MEMPHIS, TN (WMC) - Two of the three people charged in the shooting death of Phil Trenary appeared in court Monday.
McKinney Wright Jr., 22, his cousin 16-year-old Racanisha Wright, and 18-year-old Quandarious Richardson, are charged with first degree murder in perpetration of criminal attempt robbery and criminal attempt especially aggravated robbery.
Police say all three admitted to the crime, and one suspect said they were driving around looking for people to rob that night.
Friday, Richardson led police on a chase in a stolen vehicle matching the description of the car used in the shooting.
Phil Trenary, who was the president and CEO of the Greater Memphis Chamber of Commerce, was shot and killed Thursday evening on South Front Street-- it happened after the Chamber hosted a walk/run nearby.
“It's amazing he chose our city to do what he did, and it's just a terrible tragedy,” said Judge Bill Anderson before he started court proceedings Monday.
Richardson appeared in court via video, but he only heard the charges he racked up Friday after police say he led them on a high-speed chase in a stolen vehicle.
Richardson will be in court again Tuesday to hear a first-degree murder charge.
The families for Richardson and McKinney Wright Jr. were at the Shelby County Justice Center Monday.
The suspects’ families stood in disbelief as some of the charges were read aloud in the courtroom.
“My nephew doesn't seem like the type who would go out and get a gun and kill somebody,” said Richardson’s aunt Keisha Patterson.
“We're just trying to figure out what happened,” said Wright Jr.’s aunt Freddie Ball. The two families say they want to talk to their family members before they believe the charges.
“Maybe my nephew got with the wrong group of people,” Patterson said. “Maybe somebody influenced him.”
“Every time he gets in trouble it's with somebody badly influencing him,” Ball said. “He's 22, but he has the mind of a 14-year-old.”
Judge Anderson said he never met Trenary, but he has an idea of what he'd want in this situation.
“It’s time to bind together,” Judge Anderson said. “It’s time to do what he was trying to do.”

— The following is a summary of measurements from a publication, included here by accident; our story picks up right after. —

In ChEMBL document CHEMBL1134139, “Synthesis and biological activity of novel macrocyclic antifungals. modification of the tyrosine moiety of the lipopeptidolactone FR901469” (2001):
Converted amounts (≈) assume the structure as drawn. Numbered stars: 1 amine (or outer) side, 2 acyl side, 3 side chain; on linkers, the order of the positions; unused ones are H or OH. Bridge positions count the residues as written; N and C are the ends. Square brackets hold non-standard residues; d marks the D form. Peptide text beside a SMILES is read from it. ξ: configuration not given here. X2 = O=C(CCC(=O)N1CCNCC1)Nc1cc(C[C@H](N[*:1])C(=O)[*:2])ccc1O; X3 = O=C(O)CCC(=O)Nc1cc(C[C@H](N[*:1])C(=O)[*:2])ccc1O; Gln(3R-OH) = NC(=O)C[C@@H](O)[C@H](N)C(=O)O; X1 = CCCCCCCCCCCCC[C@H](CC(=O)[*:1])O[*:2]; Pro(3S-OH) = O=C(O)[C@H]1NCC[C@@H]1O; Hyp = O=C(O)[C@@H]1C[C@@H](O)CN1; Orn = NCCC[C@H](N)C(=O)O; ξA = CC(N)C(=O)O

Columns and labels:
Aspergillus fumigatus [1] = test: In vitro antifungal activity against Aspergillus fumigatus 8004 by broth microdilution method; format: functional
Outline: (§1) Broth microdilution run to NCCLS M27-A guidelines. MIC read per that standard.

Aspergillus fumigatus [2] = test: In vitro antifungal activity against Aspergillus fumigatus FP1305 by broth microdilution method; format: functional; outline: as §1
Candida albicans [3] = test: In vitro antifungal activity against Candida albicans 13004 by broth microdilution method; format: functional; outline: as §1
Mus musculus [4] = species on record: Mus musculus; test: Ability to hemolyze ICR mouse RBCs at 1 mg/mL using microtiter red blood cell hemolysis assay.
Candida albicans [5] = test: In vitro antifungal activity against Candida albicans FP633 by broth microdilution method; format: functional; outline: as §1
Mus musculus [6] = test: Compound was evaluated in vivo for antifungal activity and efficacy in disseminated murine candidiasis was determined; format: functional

Monday, the Greater Memphis Chamber said it will continue to move Memphis forward, because that's what Trenary would have wanted.
With news of the suspects’ arrest, Chamber Board President Richard Smith put out a statement to board members Sunday night, which says in part:
Cheryle Jackson is one of the neighbors on Front left uneasy by the crime.
“It seems random,” Jackson said. “This typically, well it hasn't happened in this neighborhood.”
A number of residences in the neighborhood have doorbell cameras. Police confirmed Monday they do have video that shows the suspect vehicle parked along the street next to the sidewalk.
They also confirmed the vehicle in the video is the same vehicle that Richardson crashed Friday. However, police would not discuss what’s seen in the video.
A neighbor who’s watched it said you can see Trenary walking, then having some kind of interaction with the suspects before he’s shot.
“I’m not living my life differently,” Jackson said. “Not living it in fear. But I think the question for the city is, how do we get ahold of the violence? How do you begin to change the trajectory of this thing?”
In his statement to the chamber board, Smith noted that when Trenary died he was walking in a neighborhood full of potential and construction.
Trenary’s visitation and funeral have been set for Thursday afternoon at Christ United Methodist Church on Poplar Avenue.
An advancement fund for the City of Memphis has been set up in his memory.